Infertility: The Starters Gate

The Starters Gate

A few weeks ago we were at the county fair. While roaming around the exhibit buildings, we ran into a couple we sang with in choir a few years ago. Sheîs 40, heîs 30; theyîve been married over a year. They donît have kids, but would like to. When I asked her about it some time ago, she said they werenît having any luck. I inquired as to what they had tried, and she replied they were just -winging it.° I told her of my own infertility struggles and offered help as someone who writes about fertility issues as a profession, but she politely refused, saying -winging it° was just fine. It annoyed me a bit then, but when I saw them at the fair, and the look on her husbandîs face as he looked at my beautiful new baby, I boiled over inside.

I wanted to shout, -Stop screwing around!- (no pun intended) -Youîre 40 and the time for Îwinging itî has long passed!° I briefly thought of grabbing her shoulders and giving her a sound shaking, but, as sheîs a good 6 inches taller than I am, I reconsidered.

Seeing them made me ponder why this happens so often. I believe many women who would like to get pregnant, and yet are unable to do so by the so-called -wing it° method, would in many cases be helped by some uncommon, common-sense information. Thatîs why Iîm here today, to give you some basic information to help you get started. Since I canît come to your house and shake you, this will have to do. While this is by no means a comprehensive medical textbook (remember, I only *play* a doctor on the Internet), it might help you get out of the starting gate.

Ovulation

This is key. Find out when you ovulate; you may not know. Itîs not as cut-and-dried as it seems. While some are blessed with regular 28-day cycles, most are not. Some may have 20-day cycles, others 40-day. Some donît regularly cycle at all. And this is what you need to find out.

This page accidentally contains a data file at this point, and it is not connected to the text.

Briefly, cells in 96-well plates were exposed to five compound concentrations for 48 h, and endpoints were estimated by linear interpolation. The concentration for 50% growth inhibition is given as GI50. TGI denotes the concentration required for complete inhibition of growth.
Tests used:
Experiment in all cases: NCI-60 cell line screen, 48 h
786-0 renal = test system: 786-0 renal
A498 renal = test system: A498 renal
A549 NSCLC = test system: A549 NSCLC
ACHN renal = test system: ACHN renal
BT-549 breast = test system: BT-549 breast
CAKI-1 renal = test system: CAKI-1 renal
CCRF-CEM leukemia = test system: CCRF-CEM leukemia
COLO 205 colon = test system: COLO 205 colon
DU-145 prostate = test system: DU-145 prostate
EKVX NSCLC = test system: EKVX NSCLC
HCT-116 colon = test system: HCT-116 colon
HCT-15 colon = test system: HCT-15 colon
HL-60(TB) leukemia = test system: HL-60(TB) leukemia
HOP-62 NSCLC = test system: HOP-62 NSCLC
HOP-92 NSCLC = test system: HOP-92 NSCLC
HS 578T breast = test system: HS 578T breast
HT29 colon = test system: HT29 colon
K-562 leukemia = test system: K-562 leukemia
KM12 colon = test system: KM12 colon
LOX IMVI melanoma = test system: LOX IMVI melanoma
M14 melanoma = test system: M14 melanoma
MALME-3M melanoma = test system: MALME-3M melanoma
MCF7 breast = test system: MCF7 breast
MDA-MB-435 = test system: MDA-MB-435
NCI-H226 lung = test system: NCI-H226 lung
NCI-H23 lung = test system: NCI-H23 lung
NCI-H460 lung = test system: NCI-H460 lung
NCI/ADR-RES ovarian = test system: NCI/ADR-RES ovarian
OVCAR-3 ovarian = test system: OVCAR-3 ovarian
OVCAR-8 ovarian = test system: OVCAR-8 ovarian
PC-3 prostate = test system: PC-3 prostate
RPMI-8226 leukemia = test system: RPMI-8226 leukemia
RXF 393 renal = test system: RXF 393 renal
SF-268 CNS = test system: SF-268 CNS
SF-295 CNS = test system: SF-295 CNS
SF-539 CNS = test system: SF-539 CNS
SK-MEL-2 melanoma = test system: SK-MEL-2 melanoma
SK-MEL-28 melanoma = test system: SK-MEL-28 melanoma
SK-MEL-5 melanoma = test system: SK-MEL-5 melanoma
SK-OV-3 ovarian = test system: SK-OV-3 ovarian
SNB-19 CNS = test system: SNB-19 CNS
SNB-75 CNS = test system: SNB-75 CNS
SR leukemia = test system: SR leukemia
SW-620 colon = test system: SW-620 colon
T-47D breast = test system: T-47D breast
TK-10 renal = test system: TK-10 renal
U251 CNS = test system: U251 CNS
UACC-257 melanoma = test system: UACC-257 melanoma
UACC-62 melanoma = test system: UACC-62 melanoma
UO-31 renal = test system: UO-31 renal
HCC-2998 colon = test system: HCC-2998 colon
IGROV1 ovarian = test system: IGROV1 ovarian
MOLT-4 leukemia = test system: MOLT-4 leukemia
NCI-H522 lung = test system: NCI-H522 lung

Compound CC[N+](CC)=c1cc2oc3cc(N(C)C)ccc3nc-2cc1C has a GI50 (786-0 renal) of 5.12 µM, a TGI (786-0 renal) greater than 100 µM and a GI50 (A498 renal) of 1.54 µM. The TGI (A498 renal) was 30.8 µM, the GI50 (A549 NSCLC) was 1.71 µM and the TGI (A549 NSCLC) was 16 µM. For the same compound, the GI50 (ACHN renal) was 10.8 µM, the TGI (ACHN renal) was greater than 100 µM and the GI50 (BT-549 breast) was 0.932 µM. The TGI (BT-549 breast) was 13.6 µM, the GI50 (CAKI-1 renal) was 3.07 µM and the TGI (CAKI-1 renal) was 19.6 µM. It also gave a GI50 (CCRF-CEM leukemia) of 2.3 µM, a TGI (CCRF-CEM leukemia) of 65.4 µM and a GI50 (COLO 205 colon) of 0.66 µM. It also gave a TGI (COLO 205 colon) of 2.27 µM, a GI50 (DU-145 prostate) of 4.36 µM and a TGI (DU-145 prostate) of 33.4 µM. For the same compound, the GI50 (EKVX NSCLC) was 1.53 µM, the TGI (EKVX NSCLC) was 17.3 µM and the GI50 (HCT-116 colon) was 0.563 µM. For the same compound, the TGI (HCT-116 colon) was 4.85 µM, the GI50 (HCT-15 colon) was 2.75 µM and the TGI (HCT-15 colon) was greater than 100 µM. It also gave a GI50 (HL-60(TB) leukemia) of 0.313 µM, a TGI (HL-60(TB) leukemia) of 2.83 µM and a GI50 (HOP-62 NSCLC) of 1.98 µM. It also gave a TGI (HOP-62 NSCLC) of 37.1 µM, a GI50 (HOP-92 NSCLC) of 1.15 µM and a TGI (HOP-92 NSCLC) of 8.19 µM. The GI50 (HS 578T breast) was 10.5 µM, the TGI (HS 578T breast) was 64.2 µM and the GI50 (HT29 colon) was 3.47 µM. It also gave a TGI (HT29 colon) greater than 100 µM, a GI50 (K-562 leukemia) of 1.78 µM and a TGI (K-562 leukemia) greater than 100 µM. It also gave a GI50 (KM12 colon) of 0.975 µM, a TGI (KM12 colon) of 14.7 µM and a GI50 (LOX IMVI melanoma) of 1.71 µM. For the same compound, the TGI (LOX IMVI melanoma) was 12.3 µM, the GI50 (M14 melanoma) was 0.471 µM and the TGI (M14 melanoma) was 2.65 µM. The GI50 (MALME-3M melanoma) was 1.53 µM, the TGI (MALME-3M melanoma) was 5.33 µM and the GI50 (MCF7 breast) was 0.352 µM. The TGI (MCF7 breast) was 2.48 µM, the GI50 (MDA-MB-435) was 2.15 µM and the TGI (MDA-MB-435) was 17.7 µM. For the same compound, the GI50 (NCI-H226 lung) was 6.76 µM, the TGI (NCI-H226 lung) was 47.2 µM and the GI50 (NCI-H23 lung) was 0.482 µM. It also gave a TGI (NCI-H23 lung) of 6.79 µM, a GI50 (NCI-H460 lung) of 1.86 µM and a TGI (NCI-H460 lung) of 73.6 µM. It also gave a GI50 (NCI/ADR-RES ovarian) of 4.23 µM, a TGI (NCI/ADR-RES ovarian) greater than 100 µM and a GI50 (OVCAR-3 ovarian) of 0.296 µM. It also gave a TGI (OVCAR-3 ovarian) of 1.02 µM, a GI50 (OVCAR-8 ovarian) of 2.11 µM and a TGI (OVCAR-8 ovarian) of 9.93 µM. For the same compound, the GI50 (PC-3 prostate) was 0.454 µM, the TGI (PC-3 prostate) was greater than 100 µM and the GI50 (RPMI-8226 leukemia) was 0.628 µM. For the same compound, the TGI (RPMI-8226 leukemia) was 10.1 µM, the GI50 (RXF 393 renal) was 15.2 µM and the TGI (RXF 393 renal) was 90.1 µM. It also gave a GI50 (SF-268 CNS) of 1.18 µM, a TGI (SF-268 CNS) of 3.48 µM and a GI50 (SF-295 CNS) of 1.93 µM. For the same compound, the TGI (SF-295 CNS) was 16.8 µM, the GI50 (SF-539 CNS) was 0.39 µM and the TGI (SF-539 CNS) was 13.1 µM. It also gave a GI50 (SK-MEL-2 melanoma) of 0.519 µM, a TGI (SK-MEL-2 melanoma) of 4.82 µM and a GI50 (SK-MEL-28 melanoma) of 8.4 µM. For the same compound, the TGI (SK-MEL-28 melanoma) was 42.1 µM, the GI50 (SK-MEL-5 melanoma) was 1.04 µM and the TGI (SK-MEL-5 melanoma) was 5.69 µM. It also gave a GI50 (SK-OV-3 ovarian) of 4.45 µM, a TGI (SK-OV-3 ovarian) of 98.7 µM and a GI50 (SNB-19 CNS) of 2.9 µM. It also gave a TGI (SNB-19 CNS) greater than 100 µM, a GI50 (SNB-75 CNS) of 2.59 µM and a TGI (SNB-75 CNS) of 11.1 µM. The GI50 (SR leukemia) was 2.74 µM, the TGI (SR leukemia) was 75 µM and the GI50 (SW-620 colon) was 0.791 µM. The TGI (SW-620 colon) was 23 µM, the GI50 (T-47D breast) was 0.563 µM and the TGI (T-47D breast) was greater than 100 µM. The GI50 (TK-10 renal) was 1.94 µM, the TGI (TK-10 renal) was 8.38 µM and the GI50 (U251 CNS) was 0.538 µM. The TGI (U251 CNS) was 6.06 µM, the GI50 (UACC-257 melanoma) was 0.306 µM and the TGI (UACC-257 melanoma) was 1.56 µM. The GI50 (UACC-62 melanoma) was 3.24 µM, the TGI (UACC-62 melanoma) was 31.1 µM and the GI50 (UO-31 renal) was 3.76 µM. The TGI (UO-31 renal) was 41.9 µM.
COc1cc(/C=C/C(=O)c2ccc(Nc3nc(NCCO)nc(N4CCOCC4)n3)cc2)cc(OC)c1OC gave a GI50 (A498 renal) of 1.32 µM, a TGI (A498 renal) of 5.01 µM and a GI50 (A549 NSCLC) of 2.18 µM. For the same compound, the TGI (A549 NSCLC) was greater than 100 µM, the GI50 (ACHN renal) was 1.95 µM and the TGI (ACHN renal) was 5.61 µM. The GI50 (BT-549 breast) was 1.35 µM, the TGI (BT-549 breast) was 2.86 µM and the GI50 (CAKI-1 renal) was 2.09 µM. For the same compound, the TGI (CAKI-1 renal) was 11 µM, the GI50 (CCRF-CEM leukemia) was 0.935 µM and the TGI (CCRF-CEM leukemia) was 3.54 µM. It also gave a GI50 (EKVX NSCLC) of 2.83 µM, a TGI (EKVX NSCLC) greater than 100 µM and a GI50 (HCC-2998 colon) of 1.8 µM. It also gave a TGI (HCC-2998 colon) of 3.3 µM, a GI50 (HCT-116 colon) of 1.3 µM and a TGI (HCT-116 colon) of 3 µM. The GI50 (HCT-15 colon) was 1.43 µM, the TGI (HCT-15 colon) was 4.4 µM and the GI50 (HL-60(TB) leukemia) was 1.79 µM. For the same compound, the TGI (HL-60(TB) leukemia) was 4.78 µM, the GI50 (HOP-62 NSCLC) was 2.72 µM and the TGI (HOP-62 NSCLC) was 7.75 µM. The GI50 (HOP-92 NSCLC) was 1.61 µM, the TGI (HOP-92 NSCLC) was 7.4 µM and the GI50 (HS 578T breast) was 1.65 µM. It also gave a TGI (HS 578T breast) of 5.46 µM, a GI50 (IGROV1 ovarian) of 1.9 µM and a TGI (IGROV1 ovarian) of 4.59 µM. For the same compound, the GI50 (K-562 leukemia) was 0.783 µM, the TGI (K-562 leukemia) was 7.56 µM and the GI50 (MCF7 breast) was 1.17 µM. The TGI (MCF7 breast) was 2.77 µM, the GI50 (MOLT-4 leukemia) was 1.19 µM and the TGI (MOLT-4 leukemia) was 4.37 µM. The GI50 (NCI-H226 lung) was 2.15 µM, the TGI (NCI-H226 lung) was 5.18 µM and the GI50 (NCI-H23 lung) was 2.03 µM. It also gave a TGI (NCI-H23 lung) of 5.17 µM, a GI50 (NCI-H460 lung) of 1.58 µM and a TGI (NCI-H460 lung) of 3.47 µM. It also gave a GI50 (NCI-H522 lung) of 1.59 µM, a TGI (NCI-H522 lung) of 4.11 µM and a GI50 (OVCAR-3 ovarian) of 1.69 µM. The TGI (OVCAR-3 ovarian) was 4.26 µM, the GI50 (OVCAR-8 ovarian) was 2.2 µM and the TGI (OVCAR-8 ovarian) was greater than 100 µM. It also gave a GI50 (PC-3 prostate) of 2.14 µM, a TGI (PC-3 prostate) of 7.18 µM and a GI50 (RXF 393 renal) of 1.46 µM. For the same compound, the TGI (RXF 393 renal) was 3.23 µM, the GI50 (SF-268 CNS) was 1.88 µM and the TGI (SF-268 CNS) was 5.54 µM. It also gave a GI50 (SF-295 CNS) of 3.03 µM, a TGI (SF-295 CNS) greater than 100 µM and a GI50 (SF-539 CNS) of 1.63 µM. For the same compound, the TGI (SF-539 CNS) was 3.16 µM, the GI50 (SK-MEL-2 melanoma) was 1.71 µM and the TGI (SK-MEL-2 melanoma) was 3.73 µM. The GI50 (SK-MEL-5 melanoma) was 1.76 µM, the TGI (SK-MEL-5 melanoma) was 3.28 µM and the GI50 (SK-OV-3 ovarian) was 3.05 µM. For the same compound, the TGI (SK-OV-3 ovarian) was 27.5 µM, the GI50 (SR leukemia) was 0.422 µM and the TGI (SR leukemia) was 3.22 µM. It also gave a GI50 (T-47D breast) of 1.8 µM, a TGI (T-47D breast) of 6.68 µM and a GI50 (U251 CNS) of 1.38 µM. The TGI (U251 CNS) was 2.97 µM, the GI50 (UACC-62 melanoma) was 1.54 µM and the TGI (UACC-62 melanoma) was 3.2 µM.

To do this, start with the basics ò a temperature chart** and a thermometer**. You need to get some information on your basal body temperature, or BBT. To get this, take your temperature at the same time every morning, before you get out of bed. Write it down. Your temperature should dip right before ovulation, and rise right after.

There are other factors such as mucous quantity and texture to be aware of, too. Personally, I recommend software to keep track of everything**. The one I use tracks cycles, mucous, temperature, and has space to record OPK results (more on that in a minute). It takes everything into consideration, and then suggests the best time to attempt conception. Itîs convenient, has spandy-nice graphics, and it worked for me.

OPKs, or Ovulation Predictor Kits**, are a fantastic invention. You take them just like a pregnancy test, and it indicates whether or not you are likely to ovulate within the next 48 hours. You can find these either online or at the drugstore.

Determining when you ovulate is of paramount importance. Even if you do need to see a doctor, this is the first thing he or she will ask you to do, so save yourself the hassle and a co-pay and have this done ahead of time. For you -average° 28-day gals out there: many people believe they ovulate on day 14. You might indeed, but keep in mind that itîs 14 days after your period *begins*, not ends (make adjustments by the day for different cycle lengths). This is one of the most common misconceptions (again, no pun intended) about ovulation, leading to many unplanned pregnancies for teenagers, and many missed opportunities for women trying to conceive.